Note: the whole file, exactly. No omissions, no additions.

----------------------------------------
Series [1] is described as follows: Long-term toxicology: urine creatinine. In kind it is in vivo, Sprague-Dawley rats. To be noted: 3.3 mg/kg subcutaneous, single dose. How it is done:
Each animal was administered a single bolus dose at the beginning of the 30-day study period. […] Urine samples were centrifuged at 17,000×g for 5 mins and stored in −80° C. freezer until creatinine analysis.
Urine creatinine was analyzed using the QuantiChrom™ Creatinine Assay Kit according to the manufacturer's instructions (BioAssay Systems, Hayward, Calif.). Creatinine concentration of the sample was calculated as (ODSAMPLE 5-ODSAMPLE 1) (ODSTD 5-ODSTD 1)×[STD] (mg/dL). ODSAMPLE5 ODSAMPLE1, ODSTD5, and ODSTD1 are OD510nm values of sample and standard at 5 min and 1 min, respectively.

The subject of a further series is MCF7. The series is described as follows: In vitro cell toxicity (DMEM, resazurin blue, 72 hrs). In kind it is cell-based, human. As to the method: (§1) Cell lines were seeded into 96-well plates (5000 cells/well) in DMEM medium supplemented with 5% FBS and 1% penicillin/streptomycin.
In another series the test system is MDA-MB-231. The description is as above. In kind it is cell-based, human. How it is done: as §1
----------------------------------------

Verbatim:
Series [1] is described as follows: Long-term toxicology: urine creatinine. In kind it is in vivo, Sprague-Dawley rats. To be noted: 3.3 mg/kg subcutaneous, single dose. How it is done:
Each animal was administered a single bolus dose at the beginning of the 30-day study period. […] Urine samples were centrifuged at 17,000×g for 5 mins and stored in −80° C. freezer until creatinine analysis.
Urine creatinine was analyzed using the QuantiChrom™ Creatinine Assay Kit according to the manufacturer's instructions (BioAssay Systems, Hayward, Calif.). Creatinine concentration of the sample was calculated as (ODSAMPLE 5-ODSAMPLE 1) (ODSTD 5-ODSTD 1)×[STD] (mg/dL). ODSAMPLE5 ODSAMPLE1, ODSTD5, and ODSTD1 are OD510nm values of sample and standard at 5 min and 1 min, respectively.

The subject of a further series is MCF7. The series is described as follows: In vitro cell toxicity (DMEM, resazurin blue, 72 hrs). In kind it is cell-based, human. As to the method: (§1) Cell lines were seeded into 96-well plates (5000 cells/well) in DMEM medium supplemented with 5% FBS and 1% penicillin/streptomycin.
In another series the test system is MDA-MB-231. The description is as above. In kind it is cell-based, human. How it is done: as §1